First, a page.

Yellen's comments came two days after release of the minutes of the Fed's July 29-30 meeting. Those minutes showed that officials engaged in an intensifying debate over whether to raise rates sooner than expected if the economy keeps strengthening.

Some officials, the minutes said, thought the Fed would need "to call for a relatively prompt move" to begin raising short-term rates from record lows, where it has kept them since the financial crisis struck in 2008. Otherwise, they felt the Fed risked overshooting its targets for unemployment and inflation.

In the end, the Fed made no changes at the July meeting. It approved, 9-1, maintaining its current stance on rates. But the minutes pointed to a distinct division among officials over the timing of an increase.

That debate has continued at Jackson Hole, with Fed officials expressing clashing views during a series of TV interviews before the conference began with a reception and dinner Thursday night.

Charles Plosser, president of the Fed's Philadelphia regional bank, said he was uncomfortable with the Fed's current policy statement that it expects to keep its key short-term rate unchanged for a "considerable time" after its bond purchases end. Plosser cast the lone dissenting vote at the July meeting.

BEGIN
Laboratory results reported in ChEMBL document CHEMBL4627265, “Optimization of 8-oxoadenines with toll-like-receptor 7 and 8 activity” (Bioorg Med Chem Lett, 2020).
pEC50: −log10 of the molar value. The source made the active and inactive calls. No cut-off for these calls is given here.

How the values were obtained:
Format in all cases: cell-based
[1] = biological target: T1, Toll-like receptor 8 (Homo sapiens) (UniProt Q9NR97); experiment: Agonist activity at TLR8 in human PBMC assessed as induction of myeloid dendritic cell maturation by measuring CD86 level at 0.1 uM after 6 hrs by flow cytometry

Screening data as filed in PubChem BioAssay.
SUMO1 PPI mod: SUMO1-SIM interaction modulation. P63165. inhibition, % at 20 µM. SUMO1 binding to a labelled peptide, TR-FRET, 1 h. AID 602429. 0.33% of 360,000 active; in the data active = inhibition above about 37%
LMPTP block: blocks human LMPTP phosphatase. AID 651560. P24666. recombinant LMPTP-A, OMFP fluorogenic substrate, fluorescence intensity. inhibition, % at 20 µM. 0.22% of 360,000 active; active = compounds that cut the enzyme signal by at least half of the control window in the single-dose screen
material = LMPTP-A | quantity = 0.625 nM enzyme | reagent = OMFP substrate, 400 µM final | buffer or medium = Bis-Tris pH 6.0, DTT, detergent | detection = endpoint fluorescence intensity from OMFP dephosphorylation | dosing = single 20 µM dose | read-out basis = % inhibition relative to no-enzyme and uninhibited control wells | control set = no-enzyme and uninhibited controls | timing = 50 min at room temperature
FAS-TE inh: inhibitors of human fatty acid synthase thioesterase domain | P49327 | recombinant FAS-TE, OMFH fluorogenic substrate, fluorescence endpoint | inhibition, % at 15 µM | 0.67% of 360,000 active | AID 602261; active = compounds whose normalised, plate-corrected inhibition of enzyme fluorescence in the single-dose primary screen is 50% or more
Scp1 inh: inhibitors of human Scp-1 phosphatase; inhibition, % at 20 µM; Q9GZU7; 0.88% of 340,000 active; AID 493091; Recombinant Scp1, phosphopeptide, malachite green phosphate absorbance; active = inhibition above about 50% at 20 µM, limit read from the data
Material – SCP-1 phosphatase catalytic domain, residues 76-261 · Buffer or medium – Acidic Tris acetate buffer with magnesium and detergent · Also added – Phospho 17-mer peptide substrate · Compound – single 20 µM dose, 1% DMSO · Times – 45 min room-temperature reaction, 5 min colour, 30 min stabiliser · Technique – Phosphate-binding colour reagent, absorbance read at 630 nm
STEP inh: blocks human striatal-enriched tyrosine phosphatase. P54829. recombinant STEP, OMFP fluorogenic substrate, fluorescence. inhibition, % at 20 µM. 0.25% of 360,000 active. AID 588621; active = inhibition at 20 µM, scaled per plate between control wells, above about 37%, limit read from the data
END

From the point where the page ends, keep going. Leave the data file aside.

In an interview with CNBC, Plosser said he felt the Fed was "running a very risky policy" given the steady signs of strength in the economy.

"I would prefer to begin raising rates sooner and raise them more gradually," he said.

Rate hikes needed?

Esther George, president of the Kansas City Fed, which sponsors the Jackson Hole conference, said in an interview on the Fox Business Network that she also thought the Fed needed to "begin sooner rather than later" raising rates to give the economy time to adjust after a prolonged period of low rates. George, like Plosser, is viewed as a "hawk" - someone who thinks the Fed should be more concerned about avoiding high inflation than about continuing to try to boost the economy.

John Williams, president of the San Francisco Fed, said in a separate interview on CNBC that he thought, based on his own forecasts of the economy's performance, that a "reasonable guess" for the first rate hike would be next summer. But he said that the timing would ultimately depend on economic data and that if the economy accelerates, the Fed could act sooner.

Williams has been a supporter of the majority of officials who back Yellen's view that the job market still isn't healthy enough for the Fed to start boosting rates.

Many economists still think the Fed will wait until mid-2015 to start raising rates. In its July policy statement, the Fed acknowledged that growth was strengthening. But it indicated that it needed to see further improvement in the job market before it starts raising its key short-term rate.

Nicholas Colas, chief market strategist at the investment firm ConvergEx, said Yellen's speech did nothing to change his expectation that the Fed will begin to raise short-term rates in the second quarter of 2015.

"Janet Yellen is maintaining as much space for herself for policy flexibility as she possibly can," Colas said. "She's underlining how complex this is."